The Definition of Power Supply

A power supply is an electrical device that provides an electrical current to a load. It is also known as an electric power converter and can be either a separate load or fabricated into an appliance. It can provide voltage and current that is tailored to the demands of a specific load. There are several types of power supplies.

Overvoltage protection

Overvoltage protection is an important component of any power supply and is critical to the safety of your electronic equipment. Overvoltage can result in damaging spikes of current that must be detected and diverted away from your equipment. Overvoltage events can also occur from non-power supply failures such as user errors, short circuits, and switch errors. Regardless of the cause, it is essential that the protection circuit can differentiate between normal voltage fluctuations and transient events.

The best way to protect electronics from the harmful effects of electrical overvoltage is to use a transient voltage suppressor. These are commonly used in electronic appliances and are comprised of a large junction Zener diode or metal-oxide varister. These devices have fast response times and high pulse-power capabilities. They can also prevent the damage caused by output-voltage spikes in power supplies.

Overvoltage protection is important because it monitors the voltage level in power supplies and can take appropriate action to return the system to good operating conditions. This can include generating an alarm or trip circuit breakers. It can also monitor phase-to-phase and phase-to-neutral voltages. This type of protection is important for the safe operation of your installation, particularly in the case of critical situations.

Noise

Noise is a common characteristic of power systems, whether electrical or electronic. It can come from a variety of sources, including switching surges and lightning. It can also be internal, due to faults in the switchgear or wider electrical design. Noise is also created externally, due to electromagnetic interference from currents in the cables or equipment. It can disrupt circuit operation and damage equipment.

Noise is generally undesired periodic or random, and can interfere with the performance of a device. In order to minimize the effect of noise, it is often best to isolate the noise from the rest of the system. However, chasing the absolute minimum in noise is a case of diminishing returns. It is therefore better to match the spectral output of a device to that of the power supply. This knowledge will help reduce the risk of over-engineering and save design time.

The most common source of noise is power/ground noise. Power/ground noise is a transient effect, and it is usually caused by currents drawn by switching devices. This reduces the voltage in the power delivery network, which affects all connected devices. Some power saving techniques also exacerbate this problem by causing large inrush currents.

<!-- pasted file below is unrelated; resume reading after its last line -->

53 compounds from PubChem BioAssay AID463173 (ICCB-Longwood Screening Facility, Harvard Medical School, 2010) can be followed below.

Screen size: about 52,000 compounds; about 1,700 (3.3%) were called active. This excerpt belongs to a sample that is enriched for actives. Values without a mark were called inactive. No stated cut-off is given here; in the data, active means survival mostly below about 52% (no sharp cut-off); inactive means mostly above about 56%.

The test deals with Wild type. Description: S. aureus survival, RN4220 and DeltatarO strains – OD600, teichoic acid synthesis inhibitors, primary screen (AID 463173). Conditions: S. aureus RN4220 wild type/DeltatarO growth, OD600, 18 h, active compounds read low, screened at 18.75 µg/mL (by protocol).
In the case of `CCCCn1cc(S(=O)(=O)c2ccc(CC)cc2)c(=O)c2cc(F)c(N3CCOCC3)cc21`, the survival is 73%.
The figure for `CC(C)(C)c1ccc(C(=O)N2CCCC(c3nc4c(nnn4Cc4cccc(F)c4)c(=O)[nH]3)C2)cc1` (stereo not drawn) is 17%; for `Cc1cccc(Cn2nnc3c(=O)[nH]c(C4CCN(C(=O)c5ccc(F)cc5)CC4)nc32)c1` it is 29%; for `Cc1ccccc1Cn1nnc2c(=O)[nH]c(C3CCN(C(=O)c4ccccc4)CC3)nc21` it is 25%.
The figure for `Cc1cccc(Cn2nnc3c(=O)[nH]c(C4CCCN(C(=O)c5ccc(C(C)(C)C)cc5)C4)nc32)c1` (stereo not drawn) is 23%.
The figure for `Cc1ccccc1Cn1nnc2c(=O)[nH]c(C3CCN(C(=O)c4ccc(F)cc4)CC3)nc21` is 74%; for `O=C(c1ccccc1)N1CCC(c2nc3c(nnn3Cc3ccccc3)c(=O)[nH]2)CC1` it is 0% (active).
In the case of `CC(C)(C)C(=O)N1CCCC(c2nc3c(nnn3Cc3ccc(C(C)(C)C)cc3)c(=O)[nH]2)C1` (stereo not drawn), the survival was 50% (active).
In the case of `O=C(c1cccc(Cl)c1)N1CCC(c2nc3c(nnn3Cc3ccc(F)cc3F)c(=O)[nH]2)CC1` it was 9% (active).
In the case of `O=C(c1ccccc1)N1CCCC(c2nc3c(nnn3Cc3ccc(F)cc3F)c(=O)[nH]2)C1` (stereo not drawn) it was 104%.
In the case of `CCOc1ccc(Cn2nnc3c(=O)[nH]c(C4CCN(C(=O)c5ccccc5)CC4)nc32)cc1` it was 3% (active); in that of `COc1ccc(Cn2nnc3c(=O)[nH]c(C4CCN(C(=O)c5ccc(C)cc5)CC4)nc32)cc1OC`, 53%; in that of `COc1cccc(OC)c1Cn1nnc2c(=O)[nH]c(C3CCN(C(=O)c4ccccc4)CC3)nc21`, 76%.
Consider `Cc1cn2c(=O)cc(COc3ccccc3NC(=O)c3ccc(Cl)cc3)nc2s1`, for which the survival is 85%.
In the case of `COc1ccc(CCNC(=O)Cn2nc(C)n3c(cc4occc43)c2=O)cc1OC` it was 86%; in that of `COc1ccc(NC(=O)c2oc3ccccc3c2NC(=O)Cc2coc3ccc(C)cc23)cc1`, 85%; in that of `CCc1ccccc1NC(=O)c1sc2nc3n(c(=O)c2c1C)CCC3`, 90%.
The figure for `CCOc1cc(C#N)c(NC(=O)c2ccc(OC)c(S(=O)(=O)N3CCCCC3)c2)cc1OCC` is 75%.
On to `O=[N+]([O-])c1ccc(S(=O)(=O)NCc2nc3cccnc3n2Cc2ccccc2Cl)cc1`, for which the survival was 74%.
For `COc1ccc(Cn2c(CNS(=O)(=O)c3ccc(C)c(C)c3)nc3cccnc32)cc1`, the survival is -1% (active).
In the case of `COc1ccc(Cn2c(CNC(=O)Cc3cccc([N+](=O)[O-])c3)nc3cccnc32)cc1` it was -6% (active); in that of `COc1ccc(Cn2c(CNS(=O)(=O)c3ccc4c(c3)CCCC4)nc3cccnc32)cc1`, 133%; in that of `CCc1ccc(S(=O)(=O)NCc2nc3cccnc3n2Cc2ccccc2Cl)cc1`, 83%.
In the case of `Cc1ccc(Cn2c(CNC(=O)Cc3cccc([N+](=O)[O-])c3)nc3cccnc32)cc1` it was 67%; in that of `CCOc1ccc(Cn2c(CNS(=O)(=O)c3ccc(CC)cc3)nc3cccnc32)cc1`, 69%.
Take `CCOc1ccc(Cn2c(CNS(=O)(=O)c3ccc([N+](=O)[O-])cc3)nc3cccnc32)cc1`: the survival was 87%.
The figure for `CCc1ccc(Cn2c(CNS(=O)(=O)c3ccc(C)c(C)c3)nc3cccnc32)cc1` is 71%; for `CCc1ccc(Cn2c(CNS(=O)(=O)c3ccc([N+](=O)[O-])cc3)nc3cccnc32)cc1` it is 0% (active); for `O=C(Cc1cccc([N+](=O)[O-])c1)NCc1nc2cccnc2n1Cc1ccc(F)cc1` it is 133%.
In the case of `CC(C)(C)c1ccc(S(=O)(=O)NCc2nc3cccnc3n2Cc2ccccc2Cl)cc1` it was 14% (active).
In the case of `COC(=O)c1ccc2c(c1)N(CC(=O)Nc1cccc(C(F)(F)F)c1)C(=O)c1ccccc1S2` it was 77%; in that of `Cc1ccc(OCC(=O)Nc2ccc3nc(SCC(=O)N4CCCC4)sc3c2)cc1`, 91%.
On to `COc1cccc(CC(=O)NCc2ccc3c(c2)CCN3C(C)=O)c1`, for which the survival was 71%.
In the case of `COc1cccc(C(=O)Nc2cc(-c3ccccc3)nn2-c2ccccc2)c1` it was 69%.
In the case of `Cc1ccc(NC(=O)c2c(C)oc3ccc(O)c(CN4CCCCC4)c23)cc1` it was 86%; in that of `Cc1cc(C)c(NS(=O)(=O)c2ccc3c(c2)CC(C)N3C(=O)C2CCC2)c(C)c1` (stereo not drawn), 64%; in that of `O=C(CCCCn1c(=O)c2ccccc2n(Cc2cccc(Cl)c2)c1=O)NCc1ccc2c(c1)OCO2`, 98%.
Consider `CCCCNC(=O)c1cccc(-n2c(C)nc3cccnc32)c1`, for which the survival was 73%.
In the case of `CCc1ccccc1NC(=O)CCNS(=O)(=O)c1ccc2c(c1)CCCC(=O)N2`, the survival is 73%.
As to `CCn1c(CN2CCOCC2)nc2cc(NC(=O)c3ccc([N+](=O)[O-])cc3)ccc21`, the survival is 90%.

Voltage regulators

Voltage regulators limit the output voltage by changing the resistance of the load. This change can be gradual, or sudden. Most regulators feature built-in over-current protection, which prevents the output current from going too high. Some regulators also shut down if the input voltage is outside a certain range.

One type of voltage regulator uses two field coils, one fixed and one movable. The movable coil is connected to a mechanical power switch, which is opened or closed when the magnetic field is high. Usually, the switching rate of a voltage regulator is fifty to 200 times per second.

Voltage regulators also use feedback to reduce the voltage error. This form of control loop measures the difference between the output voltage and a fixed reference voltage and uses that difference to reduce voltage errors. Increasing open-loop gain increases the accuracy of regulation. However, it reduces stability. Stability is defined as the ability of the regulator to prevent oscillations and ringing during step changes.

Capacitive power supply

A capacitive power supply, also known as a capacitive dropper, is a device that converts higher mains AC voltage to a lower DC voltage through the capacitive reactance of a capacitor. This type of power supply has many benefits, and can be used for a variety of different applications.

A typical capacitive power supply circuit includes a first capacitor C with a D.C. output voltage Vout. This voltage is obtained by comparing a voltage Vac applied to the input terminals of the capacitive power supply with the voltage Vout. A resistor R1 is also connected in series with the capacitor C1, with the cathode of the diode D1 connected to terminal one.

Another important feature of a capacitive power supply is its efficiency. Its efficiency is much higher than that of a resistive power supply, and its size and weight are significantly smaller. This makes it a less expensive, smaller solution than a transformer-based power supply.